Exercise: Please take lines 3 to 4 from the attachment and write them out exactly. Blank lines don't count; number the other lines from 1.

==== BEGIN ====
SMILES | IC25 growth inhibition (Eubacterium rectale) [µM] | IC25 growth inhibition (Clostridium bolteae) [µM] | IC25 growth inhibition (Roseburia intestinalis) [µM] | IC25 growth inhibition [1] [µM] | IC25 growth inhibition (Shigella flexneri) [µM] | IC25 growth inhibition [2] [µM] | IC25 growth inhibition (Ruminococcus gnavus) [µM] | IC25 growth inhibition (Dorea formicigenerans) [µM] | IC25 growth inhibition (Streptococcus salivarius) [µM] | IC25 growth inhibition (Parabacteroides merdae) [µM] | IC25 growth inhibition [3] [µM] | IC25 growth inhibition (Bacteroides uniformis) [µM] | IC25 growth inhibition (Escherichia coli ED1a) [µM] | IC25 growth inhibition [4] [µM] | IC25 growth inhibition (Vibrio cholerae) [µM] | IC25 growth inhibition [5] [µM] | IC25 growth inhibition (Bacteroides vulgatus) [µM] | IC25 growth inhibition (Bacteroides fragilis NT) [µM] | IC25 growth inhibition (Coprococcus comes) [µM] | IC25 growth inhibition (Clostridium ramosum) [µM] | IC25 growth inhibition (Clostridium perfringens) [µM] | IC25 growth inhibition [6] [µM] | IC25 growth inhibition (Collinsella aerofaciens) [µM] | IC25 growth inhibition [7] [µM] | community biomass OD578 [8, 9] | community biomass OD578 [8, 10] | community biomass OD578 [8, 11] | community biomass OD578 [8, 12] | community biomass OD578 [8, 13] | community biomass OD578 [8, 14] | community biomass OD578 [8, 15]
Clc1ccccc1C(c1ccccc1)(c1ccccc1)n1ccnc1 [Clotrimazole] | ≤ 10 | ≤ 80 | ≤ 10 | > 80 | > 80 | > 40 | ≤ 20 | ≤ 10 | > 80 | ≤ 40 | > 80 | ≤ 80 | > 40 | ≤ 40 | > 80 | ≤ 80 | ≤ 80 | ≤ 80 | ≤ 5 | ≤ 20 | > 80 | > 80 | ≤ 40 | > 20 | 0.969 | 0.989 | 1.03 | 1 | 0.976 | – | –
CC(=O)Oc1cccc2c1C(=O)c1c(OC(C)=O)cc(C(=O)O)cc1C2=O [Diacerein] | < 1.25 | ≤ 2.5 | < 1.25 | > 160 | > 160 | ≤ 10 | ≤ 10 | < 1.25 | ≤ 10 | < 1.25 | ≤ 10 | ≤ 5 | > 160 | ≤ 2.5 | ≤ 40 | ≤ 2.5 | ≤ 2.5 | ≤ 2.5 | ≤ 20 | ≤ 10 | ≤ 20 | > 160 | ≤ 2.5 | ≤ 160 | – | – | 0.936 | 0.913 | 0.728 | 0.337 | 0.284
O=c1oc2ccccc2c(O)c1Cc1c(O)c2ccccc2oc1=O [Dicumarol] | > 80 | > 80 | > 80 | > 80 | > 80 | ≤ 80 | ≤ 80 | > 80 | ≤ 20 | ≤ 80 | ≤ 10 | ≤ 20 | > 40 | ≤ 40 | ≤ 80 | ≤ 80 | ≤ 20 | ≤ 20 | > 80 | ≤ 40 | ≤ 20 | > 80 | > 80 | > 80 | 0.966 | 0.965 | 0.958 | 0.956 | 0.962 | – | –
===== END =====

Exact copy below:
CC(=O)Oc1cccc2c1C(=O)c1c(OC(C)=O)cc(C(=O)O)cc1C2=O [Diacerein] | < 1.25 | ≤ 2.5 | < 1.25 | > 160 | > 160 | ≤ 10 | ≤ 10 | < 1.25 | ≤ 10 | < 1.25 | ≤ 10 | ≤ 5 | > 160 | ≤ 2.5 | ≤ 40 | ≤ 2.5 | ≤ 2.5 | ≤ 2.5 | ≤ 20 | ≤ 10 | ≤ 20 | > 160 | ≤ 2.5 | ≤ 160 | – | – | 0.936 | 0.913 | 0.728 | 0.337 | 0.284
O=c1oc2ccccc2c(O)c1Cc1c(O)c2ccccc2oc1=O [Dicumarol] | > 80 | > 80 | > 80 | > 80 | > 80 | ≤ 80 | ≤ 80 | > 80 | ≤ 20 | ≤ 80 | ≤ 10 | ≤ 20 | > 40 | ≤ 40 | ≤ 80 | ≤ 80 | ≤ 20 | ≤ 20 | > 80 | ≤ 40 | ≤ 20 | > 80 | > 80 | > 80 | 0.966 | 0.965 | 0.958 | 0.956 | 0.962 | – | –